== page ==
In Paris this past January, I was leafing through a French food magazine when I spotted
a recipe for an unusual cheese fondue. Instead of the traditional version prepared with Gruyère or Emmenthal and served in a fondue pot, this interesting variation was made with a creamy French cheese called Mont d’Or. That round of cheese with its light crinkly skin was heated in the oven in the wooden box in which it was packaged, until it was melted and oozing. and then served in its container. I barely finished looking at the directions before my mouth watered!
Back home on this side of the Atlantic, I decided to substitute Camembert for Mont d’Or, since the latter is hard to find in the States. I sliced a thin layer from the top of the Camembert, and then with a sharp knife traced a cross pattern on top. Finally, I sprinkled finely minced garlic over the cheese, then drizzled it with white wine as in the Continue reading
The week before Thanksgiving my husband and I hosted our annual dinner for his freshman class at Amherst College. This year along with worrying about getting food cooked for fifteen, I was also concerned about the weather. Forecasters were predicting a hearty snowfall for the night of our party. Since we live two miles from campus, we were keeping our fingers crossed that the storm would start later than expected.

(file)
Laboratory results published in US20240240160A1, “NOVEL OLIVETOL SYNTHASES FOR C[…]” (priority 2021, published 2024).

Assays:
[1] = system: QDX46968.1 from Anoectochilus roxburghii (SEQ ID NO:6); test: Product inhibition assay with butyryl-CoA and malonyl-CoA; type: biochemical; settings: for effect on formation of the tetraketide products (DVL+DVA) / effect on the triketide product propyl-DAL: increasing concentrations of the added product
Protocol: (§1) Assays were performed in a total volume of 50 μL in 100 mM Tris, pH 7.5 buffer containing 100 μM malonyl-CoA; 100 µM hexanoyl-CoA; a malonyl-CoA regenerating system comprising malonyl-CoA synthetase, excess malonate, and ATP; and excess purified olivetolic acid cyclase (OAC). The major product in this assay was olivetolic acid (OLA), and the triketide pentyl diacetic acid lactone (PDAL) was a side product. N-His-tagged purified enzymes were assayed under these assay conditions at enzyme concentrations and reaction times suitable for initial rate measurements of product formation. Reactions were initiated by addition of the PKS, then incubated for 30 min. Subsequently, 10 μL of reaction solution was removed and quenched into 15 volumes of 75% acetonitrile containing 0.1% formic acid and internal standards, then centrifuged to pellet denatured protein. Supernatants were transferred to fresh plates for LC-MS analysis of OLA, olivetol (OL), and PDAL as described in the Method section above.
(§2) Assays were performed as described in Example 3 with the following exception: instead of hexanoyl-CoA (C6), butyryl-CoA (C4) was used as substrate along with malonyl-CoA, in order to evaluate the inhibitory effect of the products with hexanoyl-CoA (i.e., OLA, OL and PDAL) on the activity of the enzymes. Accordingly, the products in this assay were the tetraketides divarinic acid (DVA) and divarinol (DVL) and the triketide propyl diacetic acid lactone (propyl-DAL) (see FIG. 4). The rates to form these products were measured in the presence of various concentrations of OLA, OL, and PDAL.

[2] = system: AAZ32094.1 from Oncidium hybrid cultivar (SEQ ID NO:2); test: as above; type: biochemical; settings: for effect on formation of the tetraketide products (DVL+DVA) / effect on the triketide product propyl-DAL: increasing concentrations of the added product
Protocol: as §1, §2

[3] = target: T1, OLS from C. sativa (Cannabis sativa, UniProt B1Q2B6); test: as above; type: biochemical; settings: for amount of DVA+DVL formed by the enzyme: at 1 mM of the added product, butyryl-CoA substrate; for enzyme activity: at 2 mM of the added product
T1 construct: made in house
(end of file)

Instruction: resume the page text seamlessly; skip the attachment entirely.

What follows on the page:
Luck went our way with the students arriving around 6, and no snow in sight. For appetizers I had set out a wheel of Camembert, halved and stuffed with chopped Medjool dates, dried apricots, and toasted walnuts, all scented with orange zest. Toasted baguettes slices and apple wedges made fine canvases for the stuffed cheese. A big dish of rigatoni baked with a spicy tomato sauce, a salad of mixed greens and shaved fennel tossed with lemon and olive oil, and a basket of warm artisan breads followed. Still, no snow.
But when the desserts–pumpkin brownies served with vanilla ice cream and caramel Continue reading
In Paris last winter I met a friend for lunch on a chilly January day. The right bank bistro we chose was called Clown Bar, the name a clue that it was located near the city’s famous circus, Le Cirque d’Hiver. The landmark restaurant had been recently revitalized by a young team, and its menu reflected this with an offering of new, inventive dishes. One of the first things I spotted on it was a Salade de Mache et Croquettes de Camembert. The waiter explained that it was prepared with tender mache lettuce and garnished with warm crispy Camembert croutons.
The salad tuned out to be my favorite dish among many good ones that day. It was a brilliant pairing, both for its simplicity and for its contrasting textures and tastes. The tender mache lettuce tossed in a vinaigrette made a great counterpoint to the crunch of the fried Camembert. Continue reading